On tackling John Jenkins’ viol fantasias
January 22, 2010
Playing John Jenkins is not technically easy for amateur viol consort players because there is a stark move away from the homophony and tight imitation in Italian madrigalesque motives that one might have grown used to playing late 16th century and the earliest music of the 17th century. The most immediate features of Jenkins’ writing are his independent part-writing, the long drawn-out phrases and idiosyncratic syncopation. Initially challenging, these characteristics of Jenkins become pure delight. As Andrew Ashbee quite rightly says in his article on Jenkins in Early Music magazine, “All Jenkins’s viol fantasias are pervaded by a unique and unrestrained lyricism.” There is none of the predictability of Tomkins, the choppiness of Coperario or the earnestness of Gibbons.
A consort is ready for Jenkins when it has moved well past the likes of Coperario and is already exploring with relative ease Ward, Ferrabosco and Gibbons. But Jenkins moves beyond even these three into realms of unpredictability and lyrical freedom.
When initially tackling Jenkins, amateur consort players get caught up with their technical problems and these can justifiably overshadow any feeling of growth or improvement with Jenkins. The Jenkins fantasias are however easily comprehensible in their overall organic structure and perhaps if amateurs saw where they are most likely to break down, then perhaps everything will be carried along with maximum equanimity. At the end of the day, playing Jenkins must be a delight rather than a chore, uplifting rather than dispiriting.
If a consort breaks down in the first ten bars, it’s either because of tension associated with an unfamiliar key like Cminor, or thinking to the end of long melodic phrases or because of the counting in rests leading to one’s own entry. Bars 10-20 will see increased interweaving of fugal melody and tensions will rise. Overall volume may rise with increasing fear. Focussing on the independence of the part-writing means the whole may lose its airiness.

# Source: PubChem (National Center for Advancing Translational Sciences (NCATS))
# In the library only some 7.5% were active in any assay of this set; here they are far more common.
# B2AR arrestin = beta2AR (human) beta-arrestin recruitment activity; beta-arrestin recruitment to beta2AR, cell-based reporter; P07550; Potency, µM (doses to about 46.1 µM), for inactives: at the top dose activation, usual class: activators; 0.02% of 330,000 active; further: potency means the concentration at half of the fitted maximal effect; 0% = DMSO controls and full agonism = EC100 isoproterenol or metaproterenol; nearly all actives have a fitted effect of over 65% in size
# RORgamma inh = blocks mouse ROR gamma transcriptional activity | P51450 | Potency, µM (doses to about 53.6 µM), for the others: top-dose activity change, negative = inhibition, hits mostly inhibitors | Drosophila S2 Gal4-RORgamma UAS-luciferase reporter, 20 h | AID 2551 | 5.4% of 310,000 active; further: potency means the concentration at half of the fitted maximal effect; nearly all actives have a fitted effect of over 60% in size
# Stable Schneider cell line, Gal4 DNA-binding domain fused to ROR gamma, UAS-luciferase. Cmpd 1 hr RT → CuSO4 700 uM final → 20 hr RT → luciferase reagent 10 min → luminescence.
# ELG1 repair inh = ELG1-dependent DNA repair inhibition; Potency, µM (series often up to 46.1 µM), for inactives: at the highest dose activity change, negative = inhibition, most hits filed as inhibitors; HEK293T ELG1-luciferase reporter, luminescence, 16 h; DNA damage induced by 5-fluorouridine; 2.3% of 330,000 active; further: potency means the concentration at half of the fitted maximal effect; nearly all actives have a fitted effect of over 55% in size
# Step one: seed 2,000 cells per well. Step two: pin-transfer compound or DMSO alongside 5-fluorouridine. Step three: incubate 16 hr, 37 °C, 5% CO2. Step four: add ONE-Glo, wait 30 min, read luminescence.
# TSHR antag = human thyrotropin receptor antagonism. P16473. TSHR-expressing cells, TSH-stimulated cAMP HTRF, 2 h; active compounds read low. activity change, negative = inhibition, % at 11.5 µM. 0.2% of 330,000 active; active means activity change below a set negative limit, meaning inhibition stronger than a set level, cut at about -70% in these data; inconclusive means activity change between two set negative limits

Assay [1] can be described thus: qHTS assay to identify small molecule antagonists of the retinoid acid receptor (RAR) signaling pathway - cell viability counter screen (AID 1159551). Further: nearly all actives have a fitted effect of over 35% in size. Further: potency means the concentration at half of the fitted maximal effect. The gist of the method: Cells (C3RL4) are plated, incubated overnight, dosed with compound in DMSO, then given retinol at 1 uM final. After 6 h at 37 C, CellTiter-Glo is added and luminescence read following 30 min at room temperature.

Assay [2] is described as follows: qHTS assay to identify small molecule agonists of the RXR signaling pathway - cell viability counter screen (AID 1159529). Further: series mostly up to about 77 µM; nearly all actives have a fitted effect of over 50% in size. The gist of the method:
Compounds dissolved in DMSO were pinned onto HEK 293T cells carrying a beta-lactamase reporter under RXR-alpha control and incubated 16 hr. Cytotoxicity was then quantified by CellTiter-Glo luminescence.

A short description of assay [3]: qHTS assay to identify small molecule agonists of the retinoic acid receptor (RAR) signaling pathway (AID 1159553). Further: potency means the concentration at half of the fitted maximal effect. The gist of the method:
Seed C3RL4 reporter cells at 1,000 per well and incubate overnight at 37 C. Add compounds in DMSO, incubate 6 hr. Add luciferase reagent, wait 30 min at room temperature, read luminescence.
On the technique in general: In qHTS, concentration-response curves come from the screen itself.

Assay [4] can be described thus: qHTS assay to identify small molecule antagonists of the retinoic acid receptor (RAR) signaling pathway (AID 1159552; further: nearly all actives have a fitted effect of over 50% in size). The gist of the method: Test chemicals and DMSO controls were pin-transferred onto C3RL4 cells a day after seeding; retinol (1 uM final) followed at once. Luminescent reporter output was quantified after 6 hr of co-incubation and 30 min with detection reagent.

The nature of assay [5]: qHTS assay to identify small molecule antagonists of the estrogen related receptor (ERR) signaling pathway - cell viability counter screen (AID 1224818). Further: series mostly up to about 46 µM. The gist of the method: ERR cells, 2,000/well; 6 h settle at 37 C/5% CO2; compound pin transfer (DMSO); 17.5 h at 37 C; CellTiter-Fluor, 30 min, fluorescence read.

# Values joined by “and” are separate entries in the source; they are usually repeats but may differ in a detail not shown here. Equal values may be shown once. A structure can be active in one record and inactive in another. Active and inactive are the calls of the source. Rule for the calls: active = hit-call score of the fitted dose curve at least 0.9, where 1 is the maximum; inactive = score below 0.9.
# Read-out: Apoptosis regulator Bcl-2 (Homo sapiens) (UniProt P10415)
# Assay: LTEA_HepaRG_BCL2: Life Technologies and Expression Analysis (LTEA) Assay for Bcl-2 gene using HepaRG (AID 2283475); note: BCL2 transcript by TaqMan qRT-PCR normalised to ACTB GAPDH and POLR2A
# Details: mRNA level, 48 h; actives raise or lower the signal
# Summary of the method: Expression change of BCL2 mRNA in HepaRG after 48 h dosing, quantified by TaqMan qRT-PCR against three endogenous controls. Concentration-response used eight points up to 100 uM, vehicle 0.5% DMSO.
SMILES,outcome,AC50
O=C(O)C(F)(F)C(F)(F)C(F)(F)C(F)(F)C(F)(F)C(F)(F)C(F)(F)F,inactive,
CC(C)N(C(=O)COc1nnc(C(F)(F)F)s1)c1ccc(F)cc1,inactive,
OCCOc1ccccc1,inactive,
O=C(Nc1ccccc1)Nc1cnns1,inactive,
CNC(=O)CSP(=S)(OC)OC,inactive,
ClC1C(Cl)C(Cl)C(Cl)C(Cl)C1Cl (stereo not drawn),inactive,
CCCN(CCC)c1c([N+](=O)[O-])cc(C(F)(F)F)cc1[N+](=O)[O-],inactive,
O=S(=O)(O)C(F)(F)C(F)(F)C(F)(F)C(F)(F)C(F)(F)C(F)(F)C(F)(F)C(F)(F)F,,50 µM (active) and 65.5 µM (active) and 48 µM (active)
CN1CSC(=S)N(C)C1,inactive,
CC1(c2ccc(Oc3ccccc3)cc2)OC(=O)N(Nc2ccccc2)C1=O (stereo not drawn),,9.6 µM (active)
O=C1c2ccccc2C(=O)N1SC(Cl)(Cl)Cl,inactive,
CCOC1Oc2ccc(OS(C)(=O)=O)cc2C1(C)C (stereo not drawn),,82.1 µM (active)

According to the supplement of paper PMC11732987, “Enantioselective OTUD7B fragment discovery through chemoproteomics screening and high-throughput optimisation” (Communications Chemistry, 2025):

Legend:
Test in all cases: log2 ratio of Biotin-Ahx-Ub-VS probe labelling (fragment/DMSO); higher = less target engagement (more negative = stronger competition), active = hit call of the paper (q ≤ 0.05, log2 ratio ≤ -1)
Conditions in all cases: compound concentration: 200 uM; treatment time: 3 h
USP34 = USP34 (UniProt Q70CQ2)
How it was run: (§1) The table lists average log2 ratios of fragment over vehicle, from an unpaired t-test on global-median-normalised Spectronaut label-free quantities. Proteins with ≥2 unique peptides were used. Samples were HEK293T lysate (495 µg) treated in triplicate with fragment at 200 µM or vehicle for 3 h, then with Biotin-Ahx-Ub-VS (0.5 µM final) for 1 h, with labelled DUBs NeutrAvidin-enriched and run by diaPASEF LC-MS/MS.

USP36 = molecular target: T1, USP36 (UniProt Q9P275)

Breaking down in bars 20-30 is entirely predictable because this is where the fugal counterpoint is at its most knotty and complex. Unrelenting augmentation of fugal motives in eighth-note runs and sudden stops and starts is inevitable here. I think it’s important that the consort clearly recognises the culmination of the fugal enterprise around bar 30 or so; it’s difficult to predict when reading just from a part book. After bar 30 or so, one can relax, savouring the drift into the longer notes for the close.
Not all consorts will break up the fantasia into digestible chunks, starting with the easy finale, moving to the searching beginning (the laying out of the Point) and consciously tackling the middle hard bits last, before putting the whole thing together. Of course it’s only natural that we’d all prefer it fell into place from beginning to end without any ‘hard work’. A strong consort leader might, at the very least though, point out the middle significant cadence and the structural features leading to it and from it.